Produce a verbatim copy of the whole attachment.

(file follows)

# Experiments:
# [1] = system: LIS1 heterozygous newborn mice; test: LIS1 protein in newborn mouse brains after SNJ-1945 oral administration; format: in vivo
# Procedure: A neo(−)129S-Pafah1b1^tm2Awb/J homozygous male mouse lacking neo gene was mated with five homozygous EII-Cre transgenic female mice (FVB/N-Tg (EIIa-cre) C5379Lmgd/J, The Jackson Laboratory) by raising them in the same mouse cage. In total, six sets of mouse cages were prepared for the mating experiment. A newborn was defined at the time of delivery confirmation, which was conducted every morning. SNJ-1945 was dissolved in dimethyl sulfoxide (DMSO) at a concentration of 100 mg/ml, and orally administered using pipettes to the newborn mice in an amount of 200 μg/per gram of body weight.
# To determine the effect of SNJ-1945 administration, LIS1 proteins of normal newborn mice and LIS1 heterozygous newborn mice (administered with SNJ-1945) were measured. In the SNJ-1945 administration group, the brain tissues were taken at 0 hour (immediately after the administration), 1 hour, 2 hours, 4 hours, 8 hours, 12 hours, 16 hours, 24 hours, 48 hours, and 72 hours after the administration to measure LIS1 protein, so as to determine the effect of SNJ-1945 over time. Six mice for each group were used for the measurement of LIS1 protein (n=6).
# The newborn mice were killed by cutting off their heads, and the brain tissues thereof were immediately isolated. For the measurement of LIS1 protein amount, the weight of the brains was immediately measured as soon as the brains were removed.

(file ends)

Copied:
# Experiments:
# [1] = system: LIS1 heterozygous newborn mice; test: LIS1 protein in newborn mouse brains after SNJ-1945 oral administration; format: in vivo
# Procedure: A neo(−)129S-Pafah1b1^tm2Awb/J homozygous male mouse lacking neo gene was mated with five homozygous EII-Cre transgenic female mice (FVB/N-Tg (EIIa-cre) C5379Lmgd/J, The Jackson Laboratory) by raising them in the same mouse cage. In total, six sets of mouse cages were prepared for the mating experiment. A newborn was defined at the time of delivery confirmation, which was conducted every morning. SNJ-1945 was dissolved in dimethyl sulfoxide (DMSO) at a concentration of 100 mg/ml, and orally administered using pipettes to the newborn mice in an amount of 200 μg/per gram of body weight.
# To determine the effect of SNJ-1945 administration, LIS1 proteins of normal newborn mice and LIS1 heterozygous newborn mice (administered with SNJ-1945) were measured. In the SNJ-1945 administration group, the brain tissues were taken at 0 hour (immediately after the administration), 1 hour, 2 hours, 4 hours, 8 hours, 12 hours, 16 hours, 24 hours, 48 hours, and 72 hours after the administration to measure LIS1 protein, so as to determine the effect of SNJ-1945 over time. Six mice for each group were used for the measurement of LIS1 protein (n=6).
# The newborn mice were killed by cutting off their heads, and the brain tissues thereof were immediately isolated. For the measurement of LIS1 protein amount, the weight of the brains was immediately measured as soon as the brains were removed.